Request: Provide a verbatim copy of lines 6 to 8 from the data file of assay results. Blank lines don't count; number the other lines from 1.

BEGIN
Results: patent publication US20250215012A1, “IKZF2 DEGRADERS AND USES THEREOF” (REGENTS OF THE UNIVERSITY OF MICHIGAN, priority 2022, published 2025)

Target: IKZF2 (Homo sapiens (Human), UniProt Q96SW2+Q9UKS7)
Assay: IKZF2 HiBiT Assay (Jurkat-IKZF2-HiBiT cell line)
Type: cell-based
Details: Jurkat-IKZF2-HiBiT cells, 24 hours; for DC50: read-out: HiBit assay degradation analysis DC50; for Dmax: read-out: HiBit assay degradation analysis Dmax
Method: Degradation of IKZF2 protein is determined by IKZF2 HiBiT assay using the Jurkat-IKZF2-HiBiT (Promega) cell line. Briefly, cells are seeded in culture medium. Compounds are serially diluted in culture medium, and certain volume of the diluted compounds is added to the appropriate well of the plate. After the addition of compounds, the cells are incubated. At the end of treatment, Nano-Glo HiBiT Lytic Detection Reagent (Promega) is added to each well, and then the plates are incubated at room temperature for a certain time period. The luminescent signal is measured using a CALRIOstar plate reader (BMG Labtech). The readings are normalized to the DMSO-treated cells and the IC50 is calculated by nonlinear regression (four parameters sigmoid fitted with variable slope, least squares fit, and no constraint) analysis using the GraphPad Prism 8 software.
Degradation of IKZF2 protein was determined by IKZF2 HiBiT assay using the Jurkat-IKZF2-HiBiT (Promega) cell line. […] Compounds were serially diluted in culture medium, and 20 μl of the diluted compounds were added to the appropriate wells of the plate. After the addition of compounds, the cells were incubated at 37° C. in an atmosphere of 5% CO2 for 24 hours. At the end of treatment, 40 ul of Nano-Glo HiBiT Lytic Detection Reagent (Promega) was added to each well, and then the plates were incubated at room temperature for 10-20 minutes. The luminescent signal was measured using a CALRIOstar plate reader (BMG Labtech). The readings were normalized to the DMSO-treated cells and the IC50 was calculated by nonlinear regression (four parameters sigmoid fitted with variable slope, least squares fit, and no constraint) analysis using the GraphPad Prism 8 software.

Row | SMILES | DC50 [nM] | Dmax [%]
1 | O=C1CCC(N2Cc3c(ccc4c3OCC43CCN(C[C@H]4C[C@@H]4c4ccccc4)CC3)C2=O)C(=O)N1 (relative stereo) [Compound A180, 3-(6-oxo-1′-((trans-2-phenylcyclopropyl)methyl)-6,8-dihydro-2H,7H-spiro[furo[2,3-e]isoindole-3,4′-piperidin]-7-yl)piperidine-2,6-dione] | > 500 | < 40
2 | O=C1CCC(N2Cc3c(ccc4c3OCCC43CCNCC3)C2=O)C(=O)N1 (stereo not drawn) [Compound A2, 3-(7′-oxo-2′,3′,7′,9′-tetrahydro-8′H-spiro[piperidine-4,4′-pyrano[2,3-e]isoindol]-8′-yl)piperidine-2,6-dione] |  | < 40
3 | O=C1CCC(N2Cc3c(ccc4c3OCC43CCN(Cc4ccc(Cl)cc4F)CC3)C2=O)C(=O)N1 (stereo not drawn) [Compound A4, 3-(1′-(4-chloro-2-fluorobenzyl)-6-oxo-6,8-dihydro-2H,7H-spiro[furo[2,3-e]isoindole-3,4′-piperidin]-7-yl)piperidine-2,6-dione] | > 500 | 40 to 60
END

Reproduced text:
Method: Degradation of IKZF2 protein is determined by IKZF2 HiBiT assay using the Jurkat-IKZF2-HiBiT (Promega) cell line. Briefly, cells are seeded in culture medium. Compounds are serially diluted in culture medium, and certain volume of the diluted compounds is added to the appropriate well of the plate. After the addition of compounds, the cells are incubated. At the end of treatment, Nano-Glo HiBiT Lytic Detection Reagent (Promega) is added to each well, and then the plates are incubated at room temperature for a certain time period. The luminescent signal is measured using a CALRIOstar plate reader (BMG Labtech). The readings are normalized to the DMSO-treated cells and the IC50 is calculated by nonlinear regression (four parameters sigmoid fitted with variable slope, least squares fit, and no constraint) analysis using the GraphPad Prism 8 software.
Degradation of IKZF2 protein was determined by IKZF2 HiBiT assay using the Jurkat-IKZF2-HiBiT (Promega) cell line. […] Compounds were serially diluted in culture medium, and 20 μl of the diluted compounds were added to the appropriate wells of the plate. After the addition of compounds, the cells were incubated at 37° C. in an atmosphere of 5% CO2 for 24 hours. At the end of treatment, 40 ul of Nano-Glo HiBiT Lytic Detection Reagent (Promega) was added to each well, and then the plates were incubated at room temperature for 10-20 minutes. The luminescent signal was measured using a CALRIOstar plate reader (BMG Labtech). The readings were normalized to the DMSO-treated cells and the IC50 was calculated by nonlinear regression (four parameters sigmoid fitted with variable slope, least squares fit, and no constraint) analysis using the GraphPad Prism 8 software.

Row | SMILES | DC50 [nM] | Dmax [%]